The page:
CHICAGO - JULY 02: American Airlines flight attendants arrive for work at O'Hare International Airport July 2, 2008 in Chicago, Illinois. American Airlines says it may cut 900 flight attendant jobs as it reduces its daily flights to help deal with high fuel prices. (Photo by Scott Olson/Getty Images)
The union that represents American Airlines flight attendants plans to schedule a strike vote of its membership to gauge their willingness to strike, the union's president said Tuesday.
"We will be sending the ballots out, it's just a matter of the timing," said Laura Glading, the president of the Association of Professional Flight Attendants told NBCDFW, speaking during a break from union board meetings under way in Irving.
The flight attendants also plan to seek a release from federal mediation as early as next week, a first legal maneuver that could eventually lead to a strike. Glading said she has asked the National Mediation Board for a meeting on March 15, to allow the union to make its case for ending the mediated talks, which would start the clock on a 30-day cooling off period before the union could legally strike.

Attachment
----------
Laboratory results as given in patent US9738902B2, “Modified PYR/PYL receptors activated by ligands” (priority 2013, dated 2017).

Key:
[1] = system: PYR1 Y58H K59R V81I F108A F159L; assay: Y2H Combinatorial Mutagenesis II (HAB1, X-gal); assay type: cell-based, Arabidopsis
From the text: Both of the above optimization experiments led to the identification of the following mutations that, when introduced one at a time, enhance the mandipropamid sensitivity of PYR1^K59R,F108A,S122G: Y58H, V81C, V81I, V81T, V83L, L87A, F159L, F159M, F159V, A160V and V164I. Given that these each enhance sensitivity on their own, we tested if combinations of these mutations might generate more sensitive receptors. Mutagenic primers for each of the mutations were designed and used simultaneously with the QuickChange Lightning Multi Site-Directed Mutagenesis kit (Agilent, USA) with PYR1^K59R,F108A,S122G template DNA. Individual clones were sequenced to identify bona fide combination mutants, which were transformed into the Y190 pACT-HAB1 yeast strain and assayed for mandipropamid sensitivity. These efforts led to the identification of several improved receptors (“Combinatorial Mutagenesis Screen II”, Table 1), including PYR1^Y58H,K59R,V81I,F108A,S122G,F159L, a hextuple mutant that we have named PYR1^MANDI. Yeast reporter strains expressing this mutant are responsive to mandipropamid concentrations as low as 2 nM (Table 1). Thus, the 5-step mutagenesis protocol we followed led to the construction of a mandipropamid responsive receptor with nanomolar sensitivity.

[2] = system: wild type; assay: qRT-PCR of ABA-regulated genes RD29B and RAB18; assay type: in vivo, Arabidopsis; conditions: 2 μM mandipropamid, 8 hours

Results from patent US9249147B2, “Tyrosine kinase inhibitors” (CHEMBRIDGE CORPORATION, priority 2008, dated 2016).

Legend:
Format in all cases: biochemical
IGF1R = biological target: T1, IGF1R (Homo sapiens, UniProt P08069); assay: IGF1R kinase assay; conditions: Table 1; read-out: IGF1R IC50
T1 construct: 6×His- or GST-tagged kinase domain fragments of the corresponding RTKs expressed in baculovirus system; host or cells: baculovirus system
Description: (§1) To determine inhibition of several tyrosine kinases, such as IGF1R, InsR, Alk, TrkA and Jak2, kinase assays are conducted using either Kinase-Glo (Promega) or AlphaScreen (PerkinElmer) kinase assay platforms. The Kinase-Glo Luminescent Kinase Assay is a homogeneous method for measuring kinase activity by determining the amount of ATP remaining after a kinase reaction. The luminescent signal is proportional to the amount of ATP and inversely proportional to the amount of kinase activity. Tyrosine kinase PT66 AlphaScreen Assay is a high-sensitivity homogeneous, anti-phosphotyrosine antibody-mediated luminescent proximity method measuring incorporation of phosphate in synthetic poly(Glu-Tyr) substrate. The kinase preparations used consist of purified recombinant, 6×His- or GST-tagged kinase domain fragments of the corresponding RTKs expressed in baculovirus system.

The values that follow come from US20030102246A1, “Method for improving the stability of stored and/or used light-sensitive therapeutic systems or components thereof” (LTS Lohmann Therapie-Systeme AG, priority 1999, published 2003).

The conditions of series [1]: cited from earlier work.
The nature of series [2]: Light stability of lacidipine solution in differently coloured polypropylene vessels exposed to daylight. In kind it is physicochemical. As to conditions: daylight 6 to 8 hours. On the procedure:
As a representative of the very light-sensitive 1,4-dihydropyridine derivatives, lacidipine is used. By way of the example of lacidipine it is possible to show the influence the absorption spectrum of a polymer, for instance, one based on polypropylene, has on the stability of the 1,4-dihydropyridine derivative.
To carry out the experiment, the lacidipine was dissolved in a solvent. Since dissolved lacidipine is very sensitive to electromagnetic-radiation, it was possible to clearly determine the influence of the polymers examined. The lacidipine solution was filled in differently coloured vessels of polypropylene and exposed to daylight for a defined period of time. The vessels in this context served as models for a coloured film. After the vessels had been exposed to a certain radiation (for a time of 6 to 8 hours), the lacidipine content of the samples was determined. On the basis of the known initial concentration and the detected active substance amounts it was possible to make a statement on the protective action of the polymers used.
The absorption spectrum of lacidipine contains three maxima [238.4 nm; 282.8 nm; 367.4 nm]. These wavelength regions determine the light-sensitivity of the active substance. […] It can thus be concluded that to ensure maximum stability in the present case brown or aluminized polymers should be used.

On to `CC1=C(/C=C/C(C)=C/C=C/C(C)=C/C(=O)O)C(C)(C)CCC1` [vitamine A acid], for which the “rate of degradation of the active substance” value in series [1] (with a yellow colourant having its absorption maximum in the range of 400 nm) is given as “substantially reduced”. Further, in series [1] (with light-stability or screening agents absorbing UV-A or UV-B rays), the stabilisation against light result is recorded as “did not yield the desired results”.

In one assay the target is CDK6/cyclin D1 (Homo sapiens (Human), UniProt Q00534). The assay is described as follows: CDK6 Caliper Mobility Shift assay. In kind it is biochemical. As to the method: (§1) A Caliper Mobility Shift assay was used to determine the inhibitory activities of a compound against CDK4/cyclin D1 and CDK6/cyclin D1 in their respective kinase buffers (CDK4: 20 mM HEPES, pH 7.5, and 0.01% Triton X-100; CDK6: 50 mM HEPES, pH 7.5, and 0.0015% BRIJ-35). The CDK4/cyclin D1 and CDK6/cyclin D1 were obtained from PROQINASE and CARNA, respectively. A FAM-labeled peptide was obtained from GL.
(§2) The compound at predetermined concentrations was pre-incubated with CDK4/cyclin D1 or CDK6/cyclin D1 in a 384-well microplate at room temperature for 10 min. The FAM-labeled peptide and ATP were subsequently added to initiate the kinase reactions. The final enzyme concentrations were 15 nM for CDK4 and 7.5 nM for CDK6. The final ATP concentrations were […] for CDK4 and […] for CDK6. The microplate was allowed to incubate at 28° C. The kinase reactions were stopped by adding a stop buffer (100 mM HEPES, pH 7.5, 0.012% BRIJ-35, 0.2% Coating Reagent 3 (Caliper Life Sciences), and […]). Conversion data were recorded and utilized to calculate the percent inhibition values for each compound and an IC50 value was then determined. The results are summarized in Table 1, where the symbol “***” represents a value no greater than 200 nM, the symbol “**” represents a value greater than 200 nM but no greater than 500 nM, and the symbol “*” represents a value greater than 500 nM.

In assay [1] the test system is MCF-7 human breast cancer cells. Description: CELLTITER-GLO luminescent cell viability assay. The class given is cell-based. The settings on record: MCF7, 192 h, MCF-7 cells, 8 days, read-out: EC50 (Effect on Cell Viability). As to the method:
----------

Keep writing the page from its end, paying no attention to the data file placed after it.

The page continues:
The flight attendants are fighting for increased pay and benefits after accepting cuts in 2002, in a deal that helped American avoid bankruptcy. Airline management has offered some wage increases, tied to increased productivity. But the two sides still appear to be far apart.
After another round of talks ended last week without resolution, the airline issued a statement indicating it is not ready to end the mediation process saying, "The parties are awaiting the next steps from the mediator, and look forward to continuing to bargain when the mediator establishes the next set of dates."
Glading said the union would conduct a road show visiting with groups of members across the country - in conjunction with the strike balloting process. A "yes" vote would authorize the union board to call a strike after the cooling-off period expires.